I'd like to use some finely ground almonds in a cookie recipe instead of flour but I'm concerned about affecting the recipe too much. I plan to only sub about 1/2 cup of flour.
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It really depends on the type of cookie. In some recipes it would give you a tasty result, and in some it might not be a good idea. What is the total amount of flour in your recipe? Nuts have natural fats in them and will absorb less liquid than flour would, so it would be best to adjust the amount of liquid ingredients as well. I'd say in about 70% of cookie recipes you can successfully incorporate ground nuts. You could also use nut flours, which are finer and have lesser fat content and behave more like flour, except for the fact that they contain no gluten and have no binding ability, which produces more crumbly cookies.
Recipe calls for 2.5 c of flour & produces a really soft, chewy cookie. I hate to use the ground nuts to get the flavor I'm looking for and the cookie turns out crumbly or firmer. I definitely want to make sure it stays soft and chewy.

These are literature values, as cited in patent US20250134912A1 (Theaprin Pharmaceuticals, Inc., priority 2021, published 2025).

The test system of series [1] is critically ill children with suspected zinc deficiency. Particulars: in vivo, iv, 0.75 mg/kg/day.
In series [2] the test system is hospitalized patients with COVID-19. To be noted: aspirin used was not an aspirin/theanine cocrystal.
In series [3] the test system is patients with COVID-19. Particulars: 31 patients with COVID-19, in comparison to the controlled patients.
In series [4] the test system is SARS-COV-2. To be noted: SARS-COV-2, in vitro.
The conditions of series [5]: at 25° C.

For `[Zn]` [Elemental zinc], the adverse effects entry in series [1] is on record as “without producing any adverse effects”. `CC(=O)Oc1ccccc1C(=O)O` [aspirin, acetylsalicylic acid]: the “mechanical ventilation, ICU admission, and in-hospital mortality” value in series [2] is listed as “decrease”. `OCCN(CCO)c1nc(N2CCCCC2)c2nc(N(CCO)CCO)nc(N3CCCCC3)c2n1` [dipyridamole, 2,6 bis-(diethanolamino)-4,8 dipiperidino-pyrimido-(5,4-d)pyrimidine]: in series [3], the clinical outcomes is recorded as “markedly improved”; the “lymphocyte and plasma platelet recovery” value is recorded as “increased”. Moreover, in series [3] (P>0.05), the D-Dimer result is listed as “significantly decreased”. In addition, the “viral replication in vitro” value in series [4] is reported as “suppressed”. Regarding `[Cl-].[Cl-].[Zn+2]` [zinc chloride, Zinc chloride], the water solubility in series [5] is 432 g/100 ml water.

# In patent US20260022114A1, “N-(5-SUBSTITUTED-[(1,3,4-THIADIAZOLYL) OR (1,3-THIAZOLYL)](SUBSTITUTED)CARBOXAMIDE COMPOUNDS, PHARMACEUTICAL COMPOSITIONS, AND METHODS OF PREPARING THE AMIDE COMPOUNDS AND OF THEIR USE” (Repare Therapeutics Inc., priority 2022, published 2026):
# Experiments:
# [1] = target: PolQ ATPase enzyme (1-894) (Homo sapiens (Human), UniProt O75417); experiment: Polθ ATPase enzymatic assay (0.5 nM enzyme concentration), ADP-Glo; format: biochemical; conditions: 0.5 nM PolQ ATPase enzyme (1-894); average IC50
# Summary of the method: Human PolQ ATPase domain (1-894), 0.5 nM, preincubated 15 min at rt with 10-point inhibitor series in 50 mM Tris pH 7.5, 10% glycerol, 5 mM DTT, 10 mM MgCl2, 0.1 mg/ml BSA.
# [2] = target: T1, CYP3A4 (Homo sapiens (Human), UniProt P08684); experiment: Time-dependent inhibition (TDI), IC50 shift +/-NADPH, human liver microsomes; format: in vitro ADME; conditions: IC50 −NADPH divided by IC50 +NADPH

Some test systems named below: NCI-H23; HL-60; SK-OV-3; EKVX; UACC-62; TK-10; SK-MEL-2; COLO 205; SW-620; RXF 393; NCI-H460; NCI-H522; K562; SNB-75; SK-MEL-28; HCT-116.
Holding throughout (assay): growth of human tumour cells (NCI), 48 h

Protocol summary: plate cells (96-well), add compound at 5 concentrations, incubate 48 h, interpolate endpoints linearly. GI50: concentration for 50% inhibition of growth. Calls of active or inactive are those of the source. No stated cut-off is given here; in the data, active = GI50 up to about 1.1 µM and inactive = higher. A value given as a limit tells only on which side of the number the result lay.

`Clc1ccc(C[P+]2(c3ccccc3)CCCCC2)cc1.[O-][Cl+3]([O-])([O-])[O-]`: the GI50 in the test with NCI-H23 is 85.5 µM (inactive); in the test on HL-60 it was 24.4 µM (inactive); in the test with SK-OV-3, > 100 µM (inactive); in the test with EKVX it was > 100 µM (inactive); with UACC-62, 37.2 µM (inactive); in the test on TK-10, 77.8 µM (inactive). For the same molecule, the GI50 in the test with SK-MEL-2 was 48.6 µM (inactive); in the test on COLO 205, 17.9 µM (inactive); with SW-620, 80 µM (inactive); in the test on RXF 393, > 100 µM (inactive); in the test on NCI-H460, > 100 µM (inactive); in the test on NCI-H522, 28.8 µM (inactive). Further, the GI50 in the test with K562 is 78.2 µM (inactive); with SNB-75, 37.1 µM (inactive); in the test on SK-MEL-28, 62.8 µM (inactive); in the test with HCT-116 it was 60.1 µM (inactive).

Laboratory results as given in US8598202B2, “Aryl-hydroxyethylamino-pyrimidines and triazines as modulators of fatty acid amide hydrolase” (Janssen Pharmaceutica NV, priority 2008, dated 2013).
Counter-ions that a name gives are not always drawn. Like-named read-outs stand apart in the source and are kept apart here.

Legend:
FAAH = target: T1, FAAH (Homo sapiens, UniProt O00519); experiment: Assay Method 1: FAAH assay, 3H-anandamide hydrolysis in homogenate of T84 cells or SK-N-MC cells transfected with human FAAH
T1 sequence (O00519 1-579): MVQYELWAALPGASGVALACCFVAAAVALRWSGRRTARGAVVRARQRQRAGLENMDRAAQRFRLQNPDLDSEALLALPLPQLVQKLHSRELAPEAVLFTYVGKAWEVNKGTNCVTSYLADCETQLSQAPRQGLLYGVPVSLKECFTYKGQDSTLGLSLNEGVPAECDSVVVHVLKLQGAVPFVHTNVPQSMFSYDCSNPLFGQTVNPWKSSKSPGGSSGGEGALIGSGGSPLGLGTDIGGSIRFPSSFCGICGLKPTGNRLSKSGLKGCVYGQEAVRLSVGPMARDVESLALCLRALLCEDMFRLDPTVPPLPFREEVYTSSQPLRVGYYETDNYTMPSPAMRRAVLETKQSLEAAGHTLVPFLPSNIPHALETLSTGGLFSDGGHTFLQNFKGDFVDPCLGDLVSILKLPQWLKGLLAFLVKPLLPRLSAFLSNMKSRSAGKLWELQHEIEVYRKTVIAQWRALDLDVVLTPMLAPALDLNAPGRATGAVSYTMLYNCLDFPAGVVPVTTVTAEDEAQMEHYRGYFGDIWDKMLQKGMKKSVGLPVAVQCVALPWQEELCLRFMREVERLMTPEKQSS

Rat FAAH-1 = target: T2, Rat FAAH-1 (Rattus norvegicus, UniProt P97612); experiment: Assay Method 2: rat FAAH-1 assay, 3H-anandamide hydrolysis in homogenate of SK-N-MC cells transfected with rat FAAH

If you are using the nuts just for the flavor, but dislike the texture, you can try adding some almond extract instead.
If you want soft and chewy, it will be difficult to attain that texture with ground nuts. What nuts are you wanting to use? Almond flour behaves the best, in my opinion- but you will still need to use some flour to keep the desired texture. What is the fat in the recipe? You can usually make a cookie softer, longer if you use half butter, half shortening instead of all butter. Are eggs the binder? How many?
I'd specifically look for a recipe that uses nut flour and study the ratio. Try the recipe as is and then play around with it if it needs changes.
Planning to use ground almonds. Recipe uses 1 stick of butter, 2 eggs. I still plan to use mostly regular flour, I wanted to sub just a little of it with ground nuts but I never thought about almond flour.
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Well played. You deserve a cookie.
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